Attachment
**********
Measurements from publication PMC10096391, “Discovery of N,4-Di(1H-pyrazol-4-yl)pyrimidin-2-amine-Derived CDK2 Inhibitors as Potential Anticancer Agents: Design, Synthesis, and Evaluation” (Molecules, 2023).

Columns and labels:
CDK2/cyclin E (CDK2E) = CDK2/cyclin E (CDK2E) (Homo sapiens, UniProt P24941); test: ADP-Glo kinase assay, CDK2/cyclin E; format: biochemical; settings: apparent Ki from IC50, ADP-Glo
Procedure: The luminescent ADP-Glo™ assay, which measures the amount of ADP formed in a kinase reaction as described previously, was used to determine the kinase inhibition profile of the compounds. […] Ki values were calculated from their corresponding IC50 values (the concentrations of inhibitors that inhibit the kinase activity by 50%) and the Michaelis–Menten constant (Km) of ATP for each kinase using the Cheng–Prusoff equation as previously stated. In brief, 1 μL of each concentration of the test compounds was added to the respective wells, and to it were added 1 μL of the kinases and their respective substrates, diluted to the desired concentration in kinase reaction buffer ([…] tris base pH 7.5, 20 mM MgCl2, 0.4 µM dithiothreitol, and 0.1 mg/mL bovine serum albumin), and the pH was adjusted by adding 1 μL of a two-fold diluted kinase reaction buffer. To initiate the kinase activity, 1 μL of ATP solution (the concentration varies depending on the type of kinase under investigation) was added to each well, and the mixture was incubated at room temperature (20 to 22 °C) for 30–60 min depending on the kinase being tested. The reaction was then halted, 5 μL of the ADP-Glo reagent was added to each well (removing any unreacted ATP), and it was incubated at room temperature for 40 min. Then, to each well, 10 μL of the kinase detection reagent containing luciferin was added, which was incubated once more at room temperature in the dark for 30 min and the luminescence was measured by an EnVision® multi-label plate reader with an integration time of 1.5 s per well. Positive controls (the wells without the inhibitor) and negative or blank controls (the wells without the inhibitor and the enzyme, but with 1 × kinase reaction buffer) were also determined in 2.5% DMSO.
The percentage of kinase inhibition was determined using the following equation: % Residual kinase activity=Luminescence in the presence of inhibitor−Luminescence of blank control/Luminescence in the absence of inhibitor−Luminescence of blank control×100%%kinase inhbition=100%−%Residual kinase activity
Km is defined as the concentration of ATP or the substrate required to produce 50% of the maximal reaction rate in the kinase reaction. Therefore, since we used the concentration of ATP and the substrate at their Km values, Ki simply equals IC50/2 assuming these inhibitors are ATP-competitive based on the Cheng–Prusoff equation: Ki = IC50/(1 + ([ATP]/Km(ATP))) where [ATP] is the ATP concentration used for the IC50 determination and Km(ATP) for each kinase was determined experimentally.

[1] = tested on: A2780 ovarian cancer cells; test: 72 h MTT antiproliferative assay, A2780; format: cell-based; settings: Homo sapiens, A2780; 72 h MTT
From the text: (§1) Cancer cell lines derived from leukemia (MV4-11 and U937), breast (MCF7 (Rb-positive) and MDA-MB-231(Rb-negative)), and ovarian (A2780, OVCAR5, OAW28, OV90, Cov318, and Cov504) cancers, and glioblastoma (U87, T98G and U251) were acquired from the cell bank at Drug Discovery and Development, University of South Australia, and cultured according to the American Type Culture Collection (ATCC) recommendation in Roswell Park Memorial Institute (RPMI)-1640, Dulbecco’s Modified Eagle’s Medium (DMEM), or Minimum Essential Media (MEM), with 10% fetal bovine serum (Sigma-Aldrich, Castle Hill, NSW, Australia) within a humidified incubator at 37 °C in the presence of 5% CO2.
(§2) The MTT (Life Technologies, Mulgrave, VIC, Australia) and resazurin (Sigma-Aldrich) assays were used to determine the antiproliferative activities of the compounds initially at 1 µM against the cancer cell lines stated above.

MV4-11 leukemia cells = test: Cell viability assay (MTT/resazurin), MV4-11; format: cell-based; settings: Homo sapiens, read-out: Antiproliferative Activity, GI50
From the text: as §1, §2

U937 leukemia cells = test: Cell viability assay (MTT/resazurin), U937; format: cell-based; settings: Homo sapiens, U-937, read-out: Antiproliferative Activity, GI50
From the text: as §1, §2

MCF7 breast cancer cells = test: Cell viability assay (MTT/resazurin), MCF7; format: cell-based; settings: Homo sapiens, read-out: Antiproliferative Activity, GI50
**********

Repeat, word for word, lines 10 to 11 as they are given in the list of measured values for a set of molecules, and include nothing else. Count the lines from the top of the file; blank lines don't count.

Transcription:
MV4-11 leukemia cells = test: Cell viability assay (MTT/resazurin), MV4-11; format: cell-based; settings: Homo sapiens, read-out: Antiproliferative Activity, GI50
From the text: as §1, §2